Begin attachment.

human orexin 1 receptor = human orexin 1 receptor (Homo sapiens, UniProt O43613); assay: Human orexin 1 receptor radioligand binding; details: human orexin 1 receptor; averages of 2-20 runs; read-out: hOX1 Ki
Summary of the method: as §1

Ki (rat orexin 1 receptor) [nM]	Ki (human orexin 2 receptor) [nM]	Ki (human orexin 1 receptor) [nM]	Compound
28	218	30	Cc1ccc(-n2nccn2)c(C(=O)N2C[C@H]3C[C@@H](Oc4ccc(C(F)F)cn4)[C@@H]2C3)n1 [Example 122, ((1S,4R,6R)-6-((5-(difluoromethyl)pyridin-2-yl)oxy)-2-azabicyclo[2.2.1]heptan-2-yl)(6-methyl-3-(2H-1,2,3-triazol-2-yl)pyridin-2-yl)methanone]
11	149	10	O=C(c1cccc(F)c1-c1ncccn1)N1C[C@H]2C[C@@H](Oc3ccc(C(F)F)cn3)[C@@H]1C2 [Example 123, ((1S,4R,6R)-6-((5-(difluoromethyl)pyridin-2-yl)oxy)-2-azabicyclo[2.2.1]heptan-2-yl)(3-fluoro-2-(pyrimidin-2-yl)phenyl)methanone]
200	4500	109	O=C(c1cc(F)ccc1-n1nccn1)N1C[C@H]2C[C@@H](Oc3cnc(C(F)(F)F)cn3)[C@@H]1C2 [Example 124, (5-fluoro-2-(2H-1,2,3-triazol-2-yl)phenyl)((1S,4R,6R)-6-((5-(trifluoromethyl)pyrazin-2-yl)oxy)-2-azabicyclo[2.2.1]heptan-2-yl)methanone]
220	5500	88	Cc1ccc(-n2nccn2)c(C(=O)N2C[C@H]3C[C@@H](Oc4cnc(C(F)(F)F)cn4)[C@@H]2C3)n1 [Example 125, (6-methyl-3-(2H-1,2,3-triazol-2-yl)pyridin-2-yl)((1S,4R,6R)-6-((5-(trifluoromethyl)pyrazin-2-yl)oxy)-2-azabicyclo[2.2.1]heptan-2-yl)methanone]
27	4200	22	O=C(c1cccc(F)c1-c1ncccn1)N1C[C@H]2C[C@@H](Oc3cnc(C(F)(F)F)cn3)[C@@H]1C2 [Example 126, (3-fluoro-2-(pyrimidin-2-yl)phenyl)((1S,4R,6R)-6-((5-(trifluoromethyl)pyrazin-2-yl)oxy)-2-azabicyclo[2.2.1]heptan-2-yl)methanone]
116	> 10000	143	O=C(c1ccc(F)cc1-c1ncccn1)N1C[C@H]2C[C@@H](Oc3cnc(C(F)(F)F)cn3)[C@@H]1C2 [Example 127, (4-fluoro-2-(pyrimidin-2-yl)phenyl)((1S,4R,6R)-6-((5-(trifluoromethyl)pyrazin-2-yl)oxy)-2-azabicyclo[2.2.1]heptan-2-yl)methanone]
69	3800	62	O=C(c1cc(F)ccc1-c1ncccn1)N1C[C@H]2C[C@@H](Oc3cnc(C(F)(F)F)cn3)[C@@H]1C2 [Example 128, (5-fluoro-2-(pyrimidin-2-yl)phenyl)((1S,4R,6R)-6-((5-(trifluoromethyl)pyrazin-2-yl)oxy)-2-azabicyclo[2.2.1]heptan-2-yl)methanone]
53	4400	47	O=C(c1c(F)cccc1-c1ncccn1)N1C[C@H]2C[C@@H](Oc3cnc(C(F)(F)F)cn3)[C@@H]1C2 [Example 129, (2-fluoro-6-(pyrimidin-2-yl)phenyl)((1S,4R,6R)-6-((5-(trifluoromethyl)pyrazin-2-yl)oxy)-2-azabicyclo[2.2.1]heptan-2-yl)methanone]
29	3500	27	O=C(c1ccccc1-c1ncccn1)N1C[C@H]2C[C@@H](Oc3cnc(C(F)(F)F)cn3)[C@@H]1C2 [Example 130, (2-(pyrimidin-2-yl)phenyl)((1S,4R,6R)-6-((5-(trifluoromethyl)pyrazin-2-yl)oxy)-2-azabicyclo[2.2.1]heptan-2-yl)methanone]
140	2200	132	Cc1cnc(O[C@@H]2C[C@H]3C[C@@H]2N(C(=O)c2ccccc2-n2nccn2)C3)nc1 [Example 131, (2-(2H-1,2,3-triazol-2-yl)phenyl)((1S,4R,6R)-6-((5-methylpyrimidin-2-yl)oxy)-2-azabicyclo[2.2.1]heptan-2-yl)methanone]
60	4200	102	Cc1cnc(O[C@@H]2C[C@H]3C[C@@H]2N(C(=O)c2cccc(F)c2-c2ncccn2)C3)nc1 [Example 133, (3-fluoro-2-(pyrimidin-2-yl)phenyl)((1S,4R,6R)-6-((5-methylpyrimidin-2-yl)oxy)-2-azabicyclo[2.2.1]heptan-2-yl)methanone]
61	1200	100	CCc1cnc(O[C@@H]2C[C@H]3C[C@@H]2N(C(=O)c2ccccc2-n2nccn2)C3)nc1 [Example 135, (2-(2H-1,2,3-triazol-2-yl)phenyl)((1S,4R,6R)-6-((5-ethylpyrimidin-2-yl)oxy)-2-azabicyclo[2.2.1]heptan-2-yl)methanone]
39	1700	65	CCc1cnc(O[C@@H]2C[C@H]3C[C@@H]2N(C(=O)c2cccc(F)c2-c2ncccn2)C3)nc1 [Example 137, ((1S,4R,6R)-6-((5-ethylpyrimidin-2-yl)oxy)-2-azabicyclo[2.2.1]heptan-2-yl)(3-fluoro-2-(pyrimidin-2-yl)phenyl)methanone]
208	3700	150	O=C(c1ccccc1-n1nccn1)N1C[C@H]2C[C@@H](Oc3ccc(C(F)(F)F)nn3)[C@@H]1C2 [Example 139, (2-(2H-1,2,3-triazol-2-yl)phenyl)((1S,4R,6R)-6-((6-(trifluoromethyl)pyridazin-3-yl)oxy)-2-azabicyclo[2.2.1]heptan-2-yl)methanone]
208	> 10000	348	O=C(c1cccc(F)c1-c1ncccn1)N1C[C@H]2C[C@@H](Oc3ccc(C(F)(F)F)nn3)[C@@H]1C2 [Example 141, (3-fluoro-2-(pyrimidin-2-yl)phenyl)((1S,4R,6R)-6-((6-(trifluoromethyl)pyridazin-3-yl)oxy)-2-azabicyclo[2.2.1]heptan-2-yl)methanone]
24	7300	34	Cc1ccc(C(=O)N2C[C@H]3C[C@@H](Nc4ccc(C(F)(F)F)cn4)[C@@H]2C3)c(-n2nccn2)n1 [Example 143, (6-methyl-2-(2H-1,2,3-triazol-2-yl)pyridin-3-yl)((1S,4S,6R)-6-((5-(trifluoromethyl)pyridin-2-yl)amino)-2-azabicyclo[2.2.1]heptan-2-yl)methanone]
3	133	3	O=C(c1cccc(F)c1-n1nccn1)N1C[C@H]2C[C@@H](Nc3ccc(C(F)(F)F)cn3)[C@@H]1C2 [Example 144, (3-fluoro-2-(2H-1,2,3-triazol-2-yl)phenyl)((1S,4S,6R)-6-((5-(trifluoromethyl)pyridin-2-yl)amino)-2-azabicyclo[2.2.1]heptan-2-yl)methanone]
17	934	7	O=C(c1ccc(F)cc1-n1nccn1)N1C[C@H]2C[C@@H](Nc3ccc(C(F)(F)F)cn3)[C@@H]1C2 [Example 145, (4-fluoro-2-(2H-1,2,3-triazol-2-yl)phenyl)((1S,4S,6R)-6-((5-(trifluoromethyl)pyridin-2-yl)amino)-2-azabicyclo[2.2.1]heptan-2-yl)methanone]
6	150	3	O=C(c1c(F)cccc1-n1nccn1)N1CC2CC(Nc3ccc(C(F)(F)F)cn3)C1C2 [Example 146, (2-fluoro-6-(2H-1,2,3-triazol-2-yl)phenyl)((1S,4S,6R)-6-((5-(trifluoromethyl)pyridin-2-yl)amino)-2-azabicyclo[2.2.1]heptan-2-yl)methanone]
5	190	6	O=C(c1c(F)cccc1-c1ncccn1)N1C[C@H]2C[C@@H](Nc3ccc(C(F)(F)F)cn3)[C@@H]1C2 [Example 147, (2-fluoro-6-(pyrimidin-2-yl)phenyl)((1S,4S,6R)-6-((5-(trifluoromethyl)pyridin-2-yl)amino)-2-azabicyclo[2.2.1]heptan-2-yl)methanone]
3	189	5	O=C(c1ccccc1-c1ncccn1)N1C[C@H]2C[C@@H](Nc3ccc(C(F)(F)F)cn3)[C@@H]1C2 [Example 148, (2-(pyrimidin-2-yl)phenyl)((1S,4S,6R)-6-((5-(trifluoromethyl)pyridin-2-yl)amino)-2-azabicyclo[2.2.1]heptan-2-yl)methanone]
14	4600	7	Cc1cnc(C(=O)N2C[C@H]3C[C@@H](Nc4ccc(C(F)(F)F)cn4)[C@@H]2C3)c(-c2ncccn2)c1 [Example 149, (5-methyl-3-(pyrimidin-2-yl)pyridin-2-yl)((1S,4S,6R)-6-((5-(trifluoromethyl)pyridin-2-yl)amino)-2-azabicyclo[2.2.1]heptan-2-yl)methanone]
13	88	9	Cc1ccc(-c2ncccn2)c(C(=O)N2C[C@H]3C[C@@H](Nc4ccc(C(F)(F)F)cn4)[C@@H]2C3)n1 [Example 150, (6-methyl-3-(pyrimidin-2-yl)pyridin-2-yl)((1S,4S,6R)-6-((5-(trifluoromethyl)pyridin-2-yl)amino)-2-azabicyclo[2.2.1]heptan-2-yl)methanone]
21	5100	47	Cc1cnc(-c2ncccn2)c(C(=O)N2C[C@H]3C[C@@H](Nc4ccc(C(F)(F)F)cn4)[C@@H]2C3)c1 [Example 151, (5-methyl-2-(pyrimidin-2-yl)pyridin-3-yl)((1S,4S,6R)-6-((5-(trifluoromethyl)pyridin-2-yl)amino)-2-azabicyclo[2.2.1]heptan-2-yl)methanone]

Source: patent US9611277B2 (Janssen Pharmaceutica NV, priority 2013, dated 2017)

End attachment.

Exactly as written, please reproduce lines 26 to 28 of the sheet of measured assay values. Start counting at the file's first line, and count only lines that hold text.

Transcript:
13	88	9	Cc1ccc(-c2ncccn2)c(C(=O)N2C[C@H]3C[C@@H](Nc4ccc(C(F)(F)F)cn4)[C@@H]2C3)n1 [Example 150, (6-methyl-3-(pyrimidin-2-yl)pyridin-2-yl)((1S,4S,6R)-6-((5-(trifluoromethyl)pyridin-2-yl)amino)-2-azabicyclo[2.2.1]heptan-2-yl)methanone]
21	5100	47	Cc1cnc(-c2ncccn2)c(C(=O)N2C[C@H]3C[C@@H](Nc4ccc(C(F)(F)F)cn4)[C@@H]2C3)c1 [Example 151, (5-methyl-2-(pyrimidin-2-yl)pyridin-3-yl)((1S,4S,6R)-6-((5-(trifluoromethyl)pyridin-2-yl)amino)-2-azabicyclo[2.2.1]heptan-2-yl)methanone]

Source: patent US9611277B2 (Janssen Pharmaceutica NV, priority 2013, dated 2017)